Organizations and individuals can implement multi-factor authentication using the authentication factors listed below:

The MFA factors can be grouped into three aspects:

  • Knowledge Factor: Something you know, such as a password or PIN
  • Possession Factor: Something you have, such as a hardware token or USB dongle
  • Inherent Factor: Something you have, such as a fingerprint, eye, or facial scan

Email Codes: The user seeking access via email will receive these codes. One of the most typical forms of MFA is getting a code via email.

Text Tokens: One of the most popular MFA factors is text tokens. A one-time password (OTP) in the form of a PIN will be sent to your phone when you enter your username and password.

Virtual Tokens: Multi-factor authentication-enabled mobile authenticator apps increase the security of logging into online accounts and websites. Microsoft’s Authenticator app offers randomly generated and frequently changed code, similar to Google’s. The generated code from the mobile authenticator must be entered after the user’s username and password to access the desired system or service.

Verification Using Biometrics: Verification using biometrics might involve anything from facial recognition to fingerprint identification. Users of PCs or smart devices can benefit from this technology to improve their online security.

Hardware Tokens: This technique produces codes using a tiny gadget. One of the most secure MFA techniques is this one. It is used extensively in businesses, banking, and other highly certain applications.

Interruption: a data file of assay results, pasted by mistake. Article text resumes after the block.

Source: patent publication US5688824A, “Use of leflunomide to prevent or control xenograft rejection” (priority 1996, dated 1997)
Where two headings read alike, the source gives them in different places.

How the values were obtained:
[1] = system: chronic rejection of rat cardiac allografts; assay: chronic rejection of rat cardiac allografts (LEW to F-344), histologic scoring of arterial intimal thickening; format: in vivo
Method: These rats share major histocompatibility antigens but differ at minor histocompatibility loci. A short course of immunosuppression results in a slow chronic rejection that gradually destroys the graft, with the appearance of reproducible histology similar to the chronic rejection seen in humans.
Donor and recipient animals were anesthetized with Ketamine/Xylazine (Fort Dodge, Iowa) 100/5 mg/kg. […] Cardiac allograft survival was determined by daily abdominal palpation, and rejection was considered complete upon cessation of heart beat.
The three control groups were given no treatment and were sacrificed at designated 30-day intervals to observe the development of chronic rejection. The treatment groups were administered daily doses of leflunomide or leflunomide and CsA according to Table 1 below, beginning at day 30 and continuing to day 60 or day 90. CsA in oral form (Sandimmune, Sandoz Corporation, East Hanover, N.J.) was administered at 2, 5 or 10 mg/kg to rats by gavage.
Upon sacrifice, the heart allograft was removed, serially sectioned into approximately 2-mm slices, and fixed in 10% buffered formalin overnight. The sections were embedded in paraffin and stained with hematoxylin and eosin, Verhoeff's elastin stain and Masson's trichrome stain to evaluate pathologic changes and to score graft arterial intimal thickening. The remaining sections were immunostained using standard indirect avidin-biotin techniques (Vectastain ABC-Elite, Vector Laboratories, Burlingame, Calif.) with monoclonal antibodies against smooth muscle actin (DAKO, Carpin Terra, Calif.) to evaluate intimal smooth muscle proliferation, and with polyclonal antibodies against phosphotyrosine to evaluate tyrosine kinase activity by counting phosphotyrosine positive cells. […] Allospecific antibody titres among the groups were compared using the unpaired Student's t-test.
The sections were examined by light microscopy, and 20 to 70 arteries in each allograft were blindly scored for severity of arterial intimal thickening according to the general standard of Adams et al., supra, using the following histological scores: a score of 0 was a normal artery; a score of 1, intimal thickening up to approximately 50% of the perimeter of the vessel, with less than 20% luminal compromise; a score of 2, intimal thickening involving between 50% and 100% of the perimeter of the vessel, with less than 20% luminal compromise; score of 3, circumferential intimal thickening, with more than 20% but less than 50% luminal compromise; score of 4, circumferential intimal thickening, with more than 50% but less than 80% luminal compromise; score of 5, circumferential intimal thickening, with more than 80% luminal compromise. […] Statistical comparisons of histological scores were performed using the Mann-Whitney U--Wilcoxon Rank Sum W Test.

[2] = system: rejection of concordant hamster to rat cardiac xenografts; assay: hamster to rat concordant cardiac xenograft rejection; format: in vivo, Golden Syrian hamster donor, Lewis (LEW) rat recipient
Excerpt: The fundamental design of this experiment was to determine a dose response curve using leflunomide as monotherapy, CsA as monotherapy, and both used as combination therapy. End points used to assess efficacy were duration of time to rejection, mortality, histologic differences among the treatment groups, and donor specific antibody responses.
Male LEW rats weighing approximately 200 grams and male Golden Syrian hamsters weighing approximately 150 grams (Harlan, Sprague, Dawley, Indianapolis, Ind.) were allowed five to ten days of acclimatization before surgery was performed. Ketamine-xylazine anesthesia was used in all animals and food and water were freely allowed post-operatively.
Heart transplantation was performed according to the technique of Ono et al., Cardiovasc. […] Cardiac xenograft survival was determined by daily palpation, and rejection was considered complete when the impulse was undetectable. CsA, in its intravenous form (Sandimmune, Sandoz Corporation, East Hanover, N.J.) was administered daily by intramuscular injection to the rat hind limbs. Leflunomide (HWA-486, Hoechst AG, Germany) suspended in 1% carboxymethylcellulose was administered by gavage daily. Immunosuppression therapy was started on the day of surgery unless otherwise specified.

If you want to access information on a mobile device, you may utilize a USB or USB-C “dongle”.

Security Questions: Well-known questions may occasionally be asked as part of MFA. When creating your account, you might be prompted to choose a security question such as:

  • What was the name of your first pet?
  • What street did you grow up on?
  • What is your mother’s maiden name?
  • What was your childhood nickname?

You must first enter your username and password to access your account and respond to a security question. But because similar information can be easily collected from other social media tools, MFAs of this type need to be updated.

MFA will be safe and secure if tokens, passcode, PINs, biometric scan, etc., are implemented dynamically.


Let’s examine how MFA (Multi-Factor Authentication) and 2FA (Two-Factor Authentication) vary:

The use of multiple factors to verify a person’s identity while seeking access to a resource, website, or other application is known as multi-factor authentication or MFA.

Multi-factor authentication offers more assurance that users are who they say they are by demanding more than one form of identity confirmation, which lowers the risk of unwanted access to sensitive data. Multi-factor authentication is therefore defined as any combination of two or more factors.

While merely using two factors is referred to as 2FA. The easiest and most efficient method for adding a safe layer of authentication on top of login credentials is two-factor authentication (2FA).

Following the entry of their credentials, users must confirm their identity using a different factor, such as a code obtained via email or SMS, security questions, etc. Even if someone steals a customer’s password maliciously, these protocols prevent suspicious login attempts to the system.

The type of authentication used depends entirely on the sensitivity of the data and other circumstances. For instance, MFA is used when the system or data is related to finance or banking, but simple 2FA is used when accessing email services.